Those lucky enough to draw a tag for Alabama’s 2018 season will soon head out into the rivers, bays and bayous in search of an American alligator.
Chris Nix, Alabama Wildlife and Freshwater Fisheries’ Alligator Program Coordinator, said the 2018 alligator season parameters are the same as last year with 260 total tags statewide – 150 in the Southwest Zone, 50 in the West Central Zone, 40 in the Southeast Zone and 20 in the Lake Eufaula Zone. Hunting is from sunset to sunrise except for the Lake Eufaula Zone, where hunting is allowed during daytime hours as well.
Season dates for the Southwest Zone and the West Central Zone are sunset on August 9 until sunrise on August 12 and sunset on August 16 until sunrise on August 19. The Southwest Zone includes private and public waters in Baldwin and Mobile counties and private and public waters in Washington, Clarke and Monroe counties that lie east of U.S. Highway 43 and south of U.S. Highway 84. The West Central Zone includes private and public waters in Monroe (north of U.S. Highway 84), Wilcox and Dallas counties.
The Southeast Zone season opens at sunset on August 11 and runs until sunrise on September 3. The Southeast Zone includes private and public waters in Barbour, Coffee, Covington, Dale, Geneva, Henry, Houston and Russell counties (excluding public Alabama state waters in Walter F. George Reservoir/Lake Eufaula and its navigable tributaries).
The Lake Eufaula Zone includes public state waters only in the Walter F. George Reservoir/Lake Eufaula and its navigable tributaries south of Alabama Highway 208 at Omaha Bridge (excludes Eufaula National Wildlife Refuge). The Eufaula season dates are from sunset on August 17 through sunrise on October 1.
An 8-foot restriction on harvest is in effect for the Lake Eufaula Zone. The other zones have no size restrictions.
Nix said between 60 and 70 percent of the tags are filled annually, but it’s not because of a lack of alligators, especially in the Southwest Zone. Nix said alligator tag holders could have a 100-percent success rate in the Southwest Zone, but some hunters pass up gators only to regret it later.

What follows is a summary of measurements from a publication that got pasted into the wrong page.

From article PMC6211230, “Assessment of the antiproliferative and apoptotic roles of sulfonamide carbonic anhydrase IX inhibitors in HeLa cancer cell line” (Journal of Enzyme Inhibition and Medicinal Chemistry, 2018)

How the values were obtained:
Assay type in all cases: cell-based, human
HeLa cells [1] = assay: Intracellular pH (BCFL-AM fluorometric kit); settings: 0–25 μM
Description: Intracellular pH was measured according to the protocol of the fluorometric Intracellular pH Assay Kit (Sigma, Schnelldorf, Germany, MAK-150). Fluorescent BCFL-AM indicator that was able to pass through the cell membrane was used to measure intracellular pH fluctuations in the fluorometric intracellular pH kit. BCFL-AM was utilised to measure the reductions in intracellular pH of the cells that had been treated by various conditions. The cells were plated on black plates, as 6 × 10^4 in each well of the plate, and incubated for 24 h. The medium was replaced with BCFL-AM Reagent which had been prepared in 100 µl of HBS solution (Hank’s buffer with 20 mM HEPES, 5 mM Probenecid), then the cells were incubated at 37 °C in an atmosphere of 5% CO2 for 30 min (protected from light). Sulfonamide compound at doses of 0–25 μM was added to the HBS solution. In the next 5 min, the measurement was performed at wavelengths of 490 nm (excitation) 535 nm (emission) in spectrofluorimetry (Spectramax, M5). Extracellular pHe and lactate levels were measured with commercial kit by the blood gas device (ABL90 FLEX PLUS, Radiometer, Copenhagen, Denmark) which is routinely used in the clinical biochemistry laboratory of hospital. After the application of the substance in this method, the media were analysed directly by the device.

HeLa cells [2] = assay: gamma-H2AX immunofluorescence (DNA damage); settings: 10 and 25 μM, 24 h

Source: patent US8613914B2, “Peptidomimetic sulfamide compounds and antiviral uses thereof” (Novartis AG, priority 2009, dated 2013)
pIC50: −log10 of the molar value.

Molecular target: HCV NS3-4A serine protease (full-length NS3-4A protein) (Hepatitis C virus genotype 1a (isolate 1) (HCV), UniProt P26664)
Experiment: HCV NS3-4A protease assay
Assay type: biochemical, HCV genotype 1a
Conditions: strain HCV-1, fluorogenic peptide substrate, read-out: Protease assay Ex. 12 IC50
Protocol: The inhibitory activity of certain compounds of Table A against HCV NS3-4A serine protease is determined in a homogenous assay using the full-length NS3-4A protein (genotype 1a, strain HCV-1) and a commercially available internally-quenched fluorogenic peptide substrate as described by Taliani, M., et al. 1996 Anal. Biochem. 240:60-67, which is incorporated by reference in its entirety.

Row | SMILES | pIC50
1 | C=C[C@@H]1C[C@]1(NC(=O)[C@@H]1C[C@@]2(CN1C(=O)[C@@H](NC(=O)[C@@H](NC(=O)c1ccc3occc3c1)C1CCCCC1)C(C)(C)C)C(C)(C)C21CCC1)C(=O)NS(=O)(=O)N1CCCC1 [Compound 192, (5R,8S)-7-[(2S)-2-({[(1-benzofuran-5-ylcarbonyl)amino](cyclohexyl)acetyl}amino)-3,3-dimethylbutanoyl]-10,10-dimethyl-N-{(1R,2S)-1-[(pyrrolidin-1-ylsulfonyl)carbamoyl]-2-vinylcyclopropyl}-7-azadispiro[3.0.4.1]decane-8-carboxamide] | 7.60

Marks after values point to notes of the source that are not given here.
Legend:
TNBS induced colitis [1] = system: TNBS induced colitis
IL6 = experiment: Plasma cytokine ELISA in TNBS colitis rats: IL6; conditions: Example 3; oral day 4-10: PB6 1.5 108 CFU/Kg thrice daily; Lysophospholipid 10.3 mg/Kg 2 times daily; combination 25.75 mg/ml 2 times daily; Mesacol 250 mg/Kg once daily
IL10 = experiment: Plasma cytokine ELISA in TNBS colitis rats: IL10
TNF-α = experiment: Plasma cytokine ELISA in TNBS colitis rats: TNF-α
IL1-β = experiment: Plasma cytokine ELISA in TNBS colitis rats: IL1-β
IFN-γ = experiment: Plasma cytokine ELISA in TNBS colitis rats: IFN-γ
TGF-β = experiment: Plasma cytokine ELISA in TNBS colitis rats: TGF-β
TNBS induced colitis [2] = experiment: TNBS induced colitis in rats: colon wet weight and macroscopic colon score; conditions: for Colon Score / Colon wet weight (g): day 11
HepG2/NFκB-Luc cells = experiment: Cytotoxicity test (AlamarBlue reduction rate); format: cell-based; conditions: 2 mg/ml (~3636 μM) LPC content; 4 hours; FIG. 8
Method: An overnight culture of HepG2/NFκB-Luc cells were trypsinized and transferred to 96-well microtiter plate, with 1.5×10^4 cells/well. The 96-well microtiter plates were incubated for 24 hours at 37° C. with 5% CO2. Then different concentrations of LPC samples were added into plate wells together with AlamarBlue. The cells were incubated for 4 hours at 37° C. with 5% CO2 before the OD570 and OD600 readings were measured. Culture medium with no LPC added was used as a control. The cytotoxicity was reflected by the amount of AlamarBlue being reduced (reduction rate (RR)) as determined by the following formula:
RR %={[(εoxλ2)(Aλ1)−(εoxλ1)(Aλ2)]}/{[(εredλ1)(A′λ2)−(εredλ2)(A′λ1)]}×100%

“The alligators are here,” he said. “You’ve just got to be at the right place at the right time.”
For those not familiar with the areas to be hunted, Nix says scouting can be helpful for one main reason.
“Pre-scouting is good, but pre-scouting for alligators is counter-productive,” he said. “It will be much more useful to scout the habitat and where you might find alligators than trying to look for a particular alligator, especially for people unfamiliar with the waters. And get familiar with the area during the daytime.
“In the Southwest Zone, we have shallow-water bays with tide fluctuations. The West Central Zone has stump flats and water level fluctuations from the reservoirs. If you have a tag from Eufaula, be familiar with the boundary between Alabama and Georgia as well as the boundaries of the Eufaula National Wildlife Refuge, which is off-limits to alligator hunting.”
Another helpful tip from Nix is how to determine the size of an alligator while it is still roaming free.
“You can estimate the size of an alligator by the measurement of inches from the bottom of the eye socket to top of the nostril,” he said. “When you change those inches into feet, it will be within one foot of the total length of the gator. If you’re targeting a certain size animal, it helps save time to not hunt an animal that won’t be big enough. We measure every alligator that comes in the Southwest and West Central zones. It’s a tried and true measurement.”
Nix said the one rule that needs to be stressed each season is when hunters can lawfully dispatch an alligator.
“You have to have the animal caught and secured prior to dispatching,” he said. “That means a noose around the head or an appendage that is attached to the boat.”
Visit https://outdooralabama.com/alligators/alligator-hunting-season-alabama for more information.